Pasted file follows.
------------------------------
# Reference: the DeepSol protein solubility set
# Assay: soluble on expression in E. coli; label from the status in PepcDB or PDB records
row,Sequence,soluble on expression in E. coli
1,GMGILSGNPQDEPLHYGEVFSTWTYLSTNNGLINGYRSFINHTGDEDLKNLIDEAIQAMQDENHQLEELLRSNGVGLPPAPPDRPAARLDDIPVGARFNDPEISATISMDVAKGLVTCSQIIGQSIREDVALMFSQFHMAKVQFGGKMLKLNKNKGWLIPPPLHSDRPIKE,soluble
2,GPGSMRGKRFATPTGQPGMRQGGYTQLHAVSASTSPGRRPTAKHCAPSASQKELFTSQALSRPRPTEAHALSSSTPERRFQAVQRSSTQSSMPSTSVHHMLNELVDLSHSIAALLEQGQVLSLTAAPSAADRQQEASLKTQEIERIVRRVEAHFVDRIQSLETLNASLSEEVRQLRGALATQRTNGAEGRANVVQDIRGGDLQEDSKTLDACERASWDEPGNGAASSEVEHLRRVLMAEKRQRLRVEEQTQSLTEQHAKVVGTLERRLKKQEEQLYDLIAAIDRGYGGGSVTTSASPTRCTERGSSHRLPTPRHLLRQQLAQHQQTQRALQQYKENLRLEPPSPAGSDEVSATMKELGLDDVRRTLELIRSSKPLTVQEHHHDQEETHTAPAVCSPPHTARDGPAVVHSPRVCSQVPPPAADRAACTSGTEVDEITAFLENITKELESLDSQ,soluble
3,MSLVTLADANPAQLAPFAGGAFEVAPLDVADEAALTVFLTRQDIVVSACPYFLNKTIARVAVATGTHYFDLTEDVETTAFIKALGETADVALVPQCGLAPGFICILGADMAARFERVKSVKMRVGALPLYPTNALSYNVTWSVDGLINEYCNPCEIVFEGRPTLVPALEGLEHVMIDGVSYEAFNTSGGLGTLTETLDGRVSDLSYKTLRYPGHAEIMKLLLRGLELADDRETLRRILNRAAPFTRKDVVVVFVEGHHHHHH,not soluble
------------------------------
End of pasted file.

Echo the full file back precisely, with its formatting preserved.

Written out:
# Reference: the DeepSol protein solubility set
# Assay: soluble on expression in E. coli; label from the status in PepcDB or PDB records
row,Sequence,soluble on expression in E. coli
1,GMGILSGNPQDEPLHYGEVFSTWTYLSTNNGLINGYRSFINHTGDEDLKNLIDEAIQAMQDENHQLEELLRSNGVGLPPAPPDRPAARLDDIPVGARFNDPEISATISMDVAKGLVTCSQIIGQSIREDVALMFSQFHMAKVQFGGKMLKLNKNKGWLIPPPLHSDRPIKE,soluble
2,GPGSMRGKRFATPTGQPGMRQGGYTQLHAVSASTSPGRRPTAKHCAPSASQKELFTSQALSRPRPTEAHALSSSTPERRFQAVQRSSTQSSMPSTSVHHMLNELVDLSHSIAALLEQGQVLSLTAAPSAADRQQEASLKTQEIERIVRRVEAHFVDRIQSLETLNASLSEEVRQLRGALATQRTNGAEGRANVVQDIRGGDLQEDSKTLDACERASWDEPGNGAASSEVEHLRRVLMAEKRQRLRVEEQTQSLTEQHAKVVGTLERRLKKQEEQLYDLIAAIDRGYGGGSVTTSASPTRCTERGSSHRLPTPRHLLRQQLAQHQQTQRALQQYKENLRLEPPSPAGSDEVSATMKELGLDDVRRTLELIRSSKPLTVQEHHHDQEETHTAPAVCSPPHTARDGPAVVHSPRVCSQVPPPAADRAACTSGTEVDEITAFLENITKELESLDSQ,soluble
3,MSLVTLADANPAQLAPFAGGAFEVAPLDVADEAALTVFLTRQDIVVSACPYFLNKTIARVAVATGTHYFDLTEDVETTAFIKALGETADVALVPQCGLAPGFICILGADMAARFERVKSVKMRVGALPLYPTNALSYNVTWSVDGLINEYCNPCEIVFEGRPTLVPALEGLEHVMIDGVSYEAFNTSGGLGTLTETLDGRVSDLSYKTLRYPGHAEIMKLLLRGLELADDRETLRRILNRAAPFTRKDVVVVFVEGHHHHHH,not soluble